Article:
Ashland's water supply looking good ... so far

With remaining snow and extra rain, water levels are normal and there are no signs as of yet of algae blooms in the Reeder Reservoir, according to officials at the Ashland Water plant.

There are also no predictions at this time for water controls, which is no surprise to Water Treatment Plant Supervisor Daryl McVey, who says water levels are always high in the month of July.

"I've never seen [water levels] not be 100 percent full in July," McVey said.

"There's still snow on Mt. Ashland," McVey said. "The water supply is good."

In two to three weeks, McVey said, things could change as snows disappear and temperatures continue to increase.

"Right now [water levels] look good," McVey said, but as far as predicting the water levels for the summer, McVey said it's hard to tell.

"In the 1990s, water levels dropped really fast in the summertime," McVey said.

There were also issues with algae blooms at the Reeder Reservoir last summer as well as lakes across Jackson County in 2007. Hot weather attracts algae growth, McVey said, which becomes common at lakes during hot and dry weather.

City of Ashland engineer, Pieter Smeenk recalled 2007's trouble with algae at the Reeder Reservoir, which caused a foul taste and smell to the water, but believes with cooler weather, algae growth will decline.

During the summer months, a team of consultants is sent out by the City of Ashland to test the water at the Reeder Reservoir.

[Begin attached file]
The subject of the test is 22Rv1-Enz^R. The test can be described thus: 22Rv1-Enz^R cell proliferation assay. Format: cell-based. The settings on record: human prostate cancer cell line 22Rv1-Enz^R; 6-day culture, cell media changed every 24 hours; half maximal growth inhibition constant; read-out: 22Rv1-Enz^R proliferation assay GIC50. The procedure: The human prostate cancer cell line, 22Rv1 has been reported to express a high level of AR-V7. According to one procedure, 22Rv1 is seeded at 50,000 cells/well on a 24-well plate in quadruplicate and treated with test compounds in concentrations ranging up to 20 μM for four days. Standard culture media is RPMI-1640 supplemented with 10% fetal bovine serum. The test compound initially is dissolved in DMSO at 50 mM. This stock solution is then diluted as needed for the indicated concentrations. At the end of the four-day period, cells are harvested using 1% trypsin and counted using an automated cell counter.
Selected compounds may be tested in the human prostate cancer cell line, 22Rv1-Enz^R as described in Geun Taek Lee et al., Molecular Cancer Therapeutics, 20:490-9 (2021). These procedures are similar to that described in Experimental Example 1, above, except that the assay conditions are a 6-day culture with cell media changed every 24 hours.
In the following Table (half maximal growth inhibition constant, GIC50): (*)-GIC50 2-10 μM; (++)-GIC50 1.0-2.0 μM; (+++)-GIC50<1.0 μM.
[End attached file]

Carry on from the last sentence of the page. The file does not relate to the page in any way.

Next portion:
"We haven't seen any algae growth [so far]," Smeenk said, adding that the last test occurred on July 2, and results are pending. "This year is much cooler, which is less favorable for algae growth. The warmer it is, the more [algae] wants to grow."

A system has been installed in the Reeder Reservoir to help keep algae from blooming with devices called Solar Bees. Solar bees are solar-powered water circulators that pump cold water from bottom of the reservoir to the top, cooling the surface, which discourages algae growth. The devices create a flow on the surface, which also disrupts the algae growth, Smeenk said.

Water conservation tips

There are several ways to conserve water consumption, especially in garden and domestic use. Water Conservation Auditor and Inspector Robin Pearce works in water conservation for the City of Ashland and makes house calls to help people in the community conserve water in any way they can.

"Often times I just give them food for thought," Pearce said. Although Pearce is not concerned for the time being about the city's water supply, she always encourages public water conservation.

"I want to educate people in a non-panic mode," Pearce said, who asks people to look at the amount of water they are using and assess if they need to change their habits.

She suggests watering plants "at an appropriate time of day such as in the early morning or the mid-evening when the temperatures are cooler and the soil absorbs the water more thoroughly."

For more tips on water conservation, contact Pearce at 552-2062 or visit the Community Development building at 51 Winburn Way, across from Lithia Park.

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